Usually it’s an emotion or a feeling.  It can be quite tricky sometimes, but I now feel that, at least, I’ve identified the process.  An example of this happened when I was working on this geometric painting.  I had begun with the portion I’d planned out methodically in advance, but new ideas began to appear and overwrite what I’d planned to do with each section.  The painting was interacting with me.  It was like being in a Jazz dance with each new move flowing organically from what had come before, but in a living, dynamic and unexpected pattern.

I’m looking forward to trying this with an entirely new image.  Now, that it’s happening there is so much potential and I want to do something different with it.

Of course, I still have the rainbow hair one to finish; I’ll always see it as a treasure because of what it gave me.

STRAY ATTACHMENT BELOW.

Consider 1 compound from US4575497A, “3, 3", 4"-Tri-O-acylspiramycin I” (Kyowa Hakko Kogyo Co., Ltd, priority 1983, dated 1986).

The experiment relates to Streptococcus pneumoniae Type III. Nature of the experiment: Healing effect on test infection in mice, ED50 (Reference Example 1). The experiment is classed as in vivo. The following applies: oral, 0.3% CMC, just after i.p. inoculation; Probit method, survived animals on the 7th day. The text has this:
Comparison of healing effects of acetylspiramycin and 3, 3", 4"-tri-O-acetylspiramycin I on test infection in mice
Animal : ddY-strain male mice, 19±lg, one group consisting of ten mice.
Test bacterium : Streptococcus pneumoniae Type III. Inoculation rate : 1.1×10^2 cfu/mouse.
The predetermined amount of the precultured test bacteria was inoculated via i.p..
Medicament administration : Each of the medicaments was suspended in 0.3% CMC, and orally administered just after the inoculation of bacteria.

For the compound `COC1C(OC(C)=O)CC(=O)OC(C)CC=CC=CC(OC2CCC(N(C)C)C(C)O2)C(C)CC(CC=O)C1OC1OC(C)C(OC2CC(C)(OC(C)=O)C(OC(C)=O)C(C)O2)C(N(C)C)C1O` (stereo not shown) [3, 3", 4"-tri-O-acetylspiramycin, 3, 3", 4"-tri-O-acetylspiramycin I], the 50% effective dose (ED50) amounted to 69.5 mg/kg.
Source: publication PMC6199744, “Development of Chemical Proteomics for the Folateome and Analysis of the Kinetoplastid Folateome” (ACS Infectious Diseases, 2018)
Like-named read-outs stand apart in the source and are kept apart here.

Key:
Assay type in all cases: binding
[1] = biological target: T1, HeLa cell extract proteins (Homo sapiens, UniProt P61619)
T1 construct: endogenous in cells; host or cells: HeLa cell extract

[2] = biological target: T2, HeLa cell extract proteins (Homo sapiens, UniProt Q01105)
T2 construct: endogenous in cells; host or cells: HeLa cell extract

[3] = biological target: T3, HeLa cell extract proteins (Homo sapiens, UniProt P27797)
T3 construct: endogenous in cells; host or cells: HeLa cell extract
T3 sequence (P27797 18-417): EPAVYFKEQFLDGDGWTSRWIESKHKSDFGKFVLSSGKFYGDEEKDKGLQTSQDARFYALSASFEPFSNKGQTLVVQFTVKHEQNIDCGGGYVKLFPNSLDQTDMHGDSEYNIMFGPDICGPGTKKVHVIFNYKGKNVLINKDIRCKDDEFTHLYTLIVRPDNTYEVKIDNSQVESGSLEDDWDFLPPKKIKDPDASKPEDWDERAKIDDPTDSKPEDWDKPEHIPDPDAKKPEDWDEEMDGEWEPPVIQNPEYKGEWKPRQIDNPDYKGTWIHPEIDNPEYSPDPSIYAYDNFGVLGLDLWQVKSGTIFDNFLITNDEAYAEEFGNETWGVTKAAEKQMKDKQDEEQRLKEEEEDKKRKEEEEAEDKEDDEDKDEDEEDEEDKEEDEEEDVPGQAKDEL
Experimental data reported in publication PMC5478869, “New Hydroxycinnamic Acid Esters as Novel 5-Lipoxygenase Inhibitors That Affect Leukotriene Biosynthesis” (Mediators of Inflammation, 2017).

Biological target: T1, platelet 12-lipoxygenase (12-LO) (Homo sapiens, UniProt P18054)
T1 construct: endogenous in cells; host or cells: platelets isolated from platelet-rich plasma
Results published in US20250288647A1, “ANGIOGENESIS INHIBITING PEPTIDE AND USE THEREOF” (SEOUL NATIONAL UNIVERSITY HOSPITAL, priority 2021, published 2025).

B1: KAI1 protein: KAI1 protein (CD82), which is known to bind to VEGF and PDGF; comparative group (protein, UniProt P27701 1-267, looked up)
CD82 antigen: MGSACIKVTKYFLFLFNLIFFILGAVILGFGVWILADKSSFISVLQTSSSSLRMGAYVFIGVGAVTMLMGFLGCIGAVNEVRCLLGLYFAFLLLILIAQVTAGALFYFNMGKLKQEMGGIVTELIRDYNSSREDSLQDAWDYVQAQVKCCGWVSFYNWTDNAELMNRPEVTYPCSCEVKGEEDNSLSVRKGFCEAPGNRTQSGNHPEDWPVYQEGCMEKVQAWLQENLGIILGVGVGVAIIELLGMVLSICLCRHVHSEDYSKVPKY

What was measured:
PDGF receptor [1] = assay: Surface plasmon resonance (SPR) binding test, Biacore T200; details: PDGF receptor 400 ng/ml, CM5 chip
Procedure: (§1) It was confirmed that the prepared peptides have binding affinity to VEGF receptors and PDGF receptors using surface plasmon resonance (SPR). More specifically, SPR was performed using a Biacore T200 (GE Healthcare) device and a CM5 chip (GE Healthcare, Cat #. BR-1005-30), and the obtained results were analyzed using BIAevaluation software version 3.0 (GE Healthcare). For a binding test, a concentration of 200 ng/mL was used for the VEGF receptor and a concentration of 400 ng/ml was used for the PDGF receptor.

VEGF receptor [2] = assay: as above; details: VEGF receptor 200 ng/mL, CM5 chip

I’m going to top off this week by getting a massage.  I noticed one of my studiomates this afternoon strongly resembled toffee in the warm sun.  When I asked her about it, she told me our life model is also a masseuse who is offering a special price to the Vermont Studio Week people.

That is just too good to pass up.

Main Street Johnson, VT

I’ll get the massage, finish up my painting tonight, drop in at the readings being done by the literary arts people, and tomorrow is Open Studio… then back to the real world.

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Gihon River at VSC in ther Snow

End of April, at VSC by the River; typical NE weather

It’s Friday morning and  a good night’s sleep and a great breakfast is behind me.   The people here are great.  They were open to begin with, but as the week has passed, I’m really feeling like a part of the Vermont Studio Center.  We talk a lot about the sense of calm and enablement that this place brings and the changes this is bringing to their work.